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The Nuclear ‘Doomsday Clock’ Is the Closest to Midnight It’s Been Since the Cold War

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The world moved closer to an existential catastrophe this year as the threat of nuclear warfare escalated, bringing the symbolic Doomsday Clock two minutes away from midnight, the Bulletin of the Atomic Scientists said Thursday.

The move of the Doomsday Clock to two minutes away from midnight, the symbolic time at which the planet meets a world-ending disaster, represents a 30-second jump from last year. It is the closest the planet has been to midnight since 1953 when the U.S. and the Soviet Union were testing hydrogen bombs.

“To call the world’s nuclear situation dire is to understate the danger and its immediacy,” said Rachel Bronson, president of Bulletin of the Atomic Scientists.

Scientists behind the report cited a long list of concerning geopolitical developments, many of which come back to President Donald Trump, as reason for the move: a halt in U.S. nuclear nonproliferation negotiations with Russia, Trump’s threat to decertify the Iran nuclear deal and escalating nuclear tensions between the U.S. and North Korea, often instigated by Trump on Twitter. At the same time, other countries like India and Pakistan have doubled down on their commitment to nuclear weapons.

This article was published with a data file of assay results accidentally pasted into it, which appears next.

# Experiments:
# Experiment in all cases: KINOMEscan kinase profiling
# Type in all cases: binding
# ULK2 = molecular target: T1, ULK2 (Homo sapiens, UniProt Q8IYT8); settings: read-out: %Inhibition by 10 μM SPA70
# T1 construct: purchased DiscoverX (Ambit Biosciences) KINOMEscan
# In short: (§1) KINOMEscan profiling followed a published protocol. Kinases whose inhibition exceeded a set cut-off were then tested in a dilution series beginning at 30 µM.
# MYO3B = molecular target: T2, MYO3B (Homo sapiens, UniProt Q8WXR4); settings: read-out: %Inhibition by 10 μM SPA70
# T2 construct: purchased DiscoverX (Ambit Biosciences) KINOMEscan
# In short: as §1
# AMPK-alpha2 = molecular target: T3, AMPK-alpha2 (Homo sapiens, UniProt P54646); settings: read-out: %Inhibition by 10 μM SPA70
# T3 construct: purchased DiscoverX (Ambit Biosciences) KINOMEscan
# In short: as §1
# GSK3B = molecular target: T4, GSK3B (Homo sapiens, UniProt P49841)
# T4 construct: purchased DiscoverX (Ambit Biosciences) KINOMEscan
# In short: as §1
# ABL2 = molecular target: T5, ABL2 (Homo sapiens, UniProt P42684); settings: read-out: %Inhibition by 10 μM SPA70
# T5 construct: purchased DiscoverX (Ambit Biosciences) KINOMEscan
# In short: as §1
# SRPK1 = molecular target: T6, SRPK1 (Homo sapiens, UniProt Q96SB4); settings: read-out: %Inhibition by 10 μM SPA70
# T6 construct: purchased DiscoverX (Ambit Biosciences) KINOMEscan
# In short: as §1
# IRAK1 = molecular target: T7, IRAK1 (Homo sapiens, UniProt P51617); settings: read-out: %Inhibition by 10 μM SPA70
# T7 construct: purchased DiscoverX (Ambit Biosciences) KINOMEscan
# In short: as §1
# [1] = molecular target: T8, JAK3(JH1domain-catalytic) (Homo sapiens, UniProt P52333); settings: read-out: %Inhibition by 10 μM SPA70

Climate change also factored into their decision to move the clock closer to midnight, scientists said. Last year, a slew of extreme weather events linked to climate change— including Caribbean hurricanes, and extreme heat waves — incurred damage across the world. Meanwhile, the Trump Administration has worked to undo policies aimed at addressing the issue.

The scientists also listed a loss of public trust in media and science as a barrier to addressing the planet’s existential threats.

“Divorcing public policy from empirical reality endangers us all,” said physicist Lawrence Krauss, a member of the Bulletin of Atomic Scientists. “What we need is evidence based policymaking.”


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Write to Justin Worland at justin.worland@time.com